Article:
Nervous Tattoo, Inc. v. liujun d/b/a liu jun
Claim Number: FA0910001290203
Complainant is Nervous Tattoo, Inc. (“Complainant”), represented by J.
Andrew Coombs, of J. Andrew Coombs, A Professional
REGISTRAR AND DISPUTED DOMAIN NAME
The domain name at issue is <edhardyushop.com>, registered with Xin Net Technology Corporation.
The undersigned certifies that he has acted independently and impartially and to the best of his knowledge has no known conflict in serving as Panelist in this proceeding.
Hon. Karl V. Fink (Ret.) as Panelist.
Complainant submitted a Complaint to the National Arbitration Forum electronically on October 19, 2009; the National Arbitration Forum received a hard copy of the Complaint on October 20, 2009. The Complaint was submitted in both Chinese and English.
On October 20, 2009, Xin Net Technology Corporation confirmed by e-mail to the National Arbitration Forum that the <edhardyushop.com> domain name is registered with Xin Net Technology Corporation and that Respondent is the current registrant of the name. Xin Net Technology Corporation has verified that Respondent is bound by the Xin Net Technology Corporation registration agreement and has thereby agreed to resolve domain-name disputes brought by third parties in accordance with ICANN's Uniform Domain Name Dispute Resolution Policy (the "Policy").
On October 30, 2009, a Chinese language Notification of Complaint and Commencement of Administrative Proceeding (the "Commencement Notification"), setting a deadline of November 19, 2009 by which Respondent could file a response to the Complaint, was transmitted to Respondent via e-mail, post and fax, to all entities and persons listed on Respondent's registration as technical, administrative and billing contacts, and to firstname.lastname@example.org by e-mail.
Having received no response from Respondent, the National Arbitration Forum transmitted to the parties a Notification of Respondent Default.
On November 25, 2009, pursuant to Complainant's request to have the dispute decided by a single-member Panel, the National Arbitration Forum appointed Hon. Karl V. Fink (Ret) as Panelist.
Having reviewed the communications records, the Administrative Panel (the "Panel") finds that the National Arbitration Forum has discharged its responsibility under Paragraph 2(a) of the Rules for Uniform Domain Name Dispute Resolution Policy (the "Rules") "to employ reasonably available means calculated to achieve actual notice to Respondent." Therefore, the Panel may issue its decision based on the documents submitted and in accordance with the ICANN Policy, ICANN Rules, the National Arbitration Forum's Supplemental Rules and any rules and principles of law that the Panel deems applicable, without the benefit of any response from Respondent.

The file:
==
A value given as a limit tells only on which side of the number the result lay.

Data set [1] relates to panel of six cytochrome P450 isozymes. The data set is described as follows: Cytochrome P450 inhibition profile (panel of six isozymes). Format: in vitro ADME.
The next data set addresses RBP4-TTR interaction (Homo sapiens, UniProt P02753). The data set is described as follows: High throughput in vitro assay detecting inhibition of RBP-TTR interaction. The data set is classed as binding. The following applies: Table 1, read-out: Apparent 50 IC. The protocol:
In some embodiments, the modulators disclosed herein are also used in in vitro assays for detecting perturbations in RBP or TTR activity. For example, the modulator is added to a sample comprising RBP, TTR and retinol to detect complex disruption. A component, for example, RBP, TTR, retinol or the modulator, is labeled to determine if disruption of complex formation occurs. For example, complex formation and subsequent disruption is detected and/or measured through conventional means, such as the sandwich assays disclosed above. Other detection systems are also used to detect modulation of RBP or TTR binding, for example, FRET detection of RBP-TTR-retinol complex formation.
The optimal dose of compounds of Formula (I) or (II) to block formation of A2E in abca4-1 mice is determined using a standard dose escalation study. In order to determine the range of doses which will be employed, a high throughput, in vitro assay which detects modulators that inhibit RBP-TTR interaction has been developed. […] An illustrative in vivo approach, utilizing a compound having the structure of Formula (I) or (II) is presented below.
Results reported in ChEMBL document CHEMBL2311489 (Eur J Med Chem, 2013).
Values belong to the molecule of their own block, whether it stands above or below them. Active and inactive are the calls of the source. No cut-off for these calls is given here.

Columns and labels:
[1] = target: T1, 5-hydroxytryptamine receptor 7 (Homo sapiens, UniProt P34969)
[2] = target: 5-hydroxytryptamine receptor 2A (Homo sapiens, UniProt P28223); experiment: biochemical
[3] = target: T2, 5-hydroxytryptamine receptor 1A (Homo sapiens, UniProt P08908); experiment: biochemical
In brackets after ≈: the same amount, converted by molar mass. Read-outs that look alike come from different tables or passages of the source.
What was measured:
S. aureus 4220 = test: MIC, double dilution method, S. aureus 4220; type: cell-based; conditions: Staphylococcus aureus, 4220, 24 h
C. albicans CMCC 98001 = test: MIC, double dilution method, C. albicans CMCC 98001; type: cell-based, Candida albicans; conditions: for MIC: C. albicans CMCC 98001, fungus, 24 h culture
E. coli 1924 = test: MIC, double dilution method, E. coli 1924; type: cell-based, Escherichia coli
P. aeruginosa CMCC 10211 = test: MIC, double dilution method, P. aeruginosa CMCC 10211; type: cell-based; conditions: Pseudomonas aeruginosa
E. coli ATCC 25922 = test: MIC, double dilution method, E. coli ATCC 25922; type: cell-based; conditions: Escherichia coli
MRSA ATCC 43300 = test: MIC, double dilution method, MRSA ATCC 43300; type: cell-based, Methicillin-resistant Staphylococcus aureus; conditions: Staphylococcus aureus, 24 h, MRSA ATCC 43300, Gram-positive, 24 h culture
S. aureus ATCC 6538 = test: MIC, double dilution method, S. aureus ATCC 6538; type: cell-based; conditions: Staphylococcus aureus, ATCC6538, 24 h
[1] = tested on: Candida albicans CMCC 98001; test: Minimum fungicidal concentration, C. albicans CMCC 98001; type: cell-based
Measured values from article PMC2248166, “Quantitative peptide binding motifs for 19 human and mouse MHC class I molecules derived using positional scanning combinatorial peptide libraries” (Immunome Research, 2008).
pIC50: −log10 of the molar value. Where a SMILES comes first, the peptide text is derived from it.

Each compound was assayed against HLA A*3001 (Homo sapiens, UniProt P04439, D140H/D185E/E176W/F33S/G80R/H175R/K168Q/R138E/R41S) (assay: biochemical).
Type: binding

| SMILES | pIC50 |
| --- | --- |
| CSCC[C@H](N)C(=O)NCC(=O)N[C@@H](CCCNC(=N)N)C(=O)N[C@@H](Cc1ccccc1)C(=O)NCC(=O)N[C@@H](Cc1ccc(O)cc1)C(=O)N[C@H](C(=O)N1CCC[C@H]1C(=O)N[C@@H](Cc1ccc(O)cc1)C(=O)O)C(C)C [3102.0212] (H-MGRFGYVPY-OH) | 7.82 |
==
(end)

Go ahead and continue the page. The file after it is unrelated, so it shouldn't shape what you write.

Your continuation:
Pursuant to Rule 11(a) the Panel determines that the language requirement has been satisfied through the Chinese language Complaint and Commencement Notification and, absent a Response, determines that the remainder of the proceedings may be conducted in English.”
Complainant requests that the domain name be transferred from Respondent to Complainant.
A. Complainant makes the following assertions:
1. Respondent’s <edhardyushop.com> domain name is confusingly similar to Complainant’s ED HARDY mark.
2. Respondent does not have any rights or legitimate interests in the <edhardyushop.com> domain name.
3. Respondent registered and used the <edhardyushop.com> domain name in bad faith.
B. Respondent failed to submit a Response in this proceeding.
Complainant, Nervous Tattoo, Inc., is a designer of fashionable clothing and accessories. Complainant has a trademark registration with the United States Patent and Trademark Office (“USPTO”) for the ED HARDY mark (Reg. No. 3,135,603 issued August 29, 2006).
Respondent registered the <edhardyushop.com> domain name on July 3, 2009. Respondent’s disputed domain name resolves to a website offering clothing and accessories for sale in direct competition with Complainant.
Paragraph 15(a) of the Rules instructs this Panel to "decide a complaint on the basis of the statements and documents submitted in accordance with the Policy, these Rules and any rules and principles of law that it deems applicable."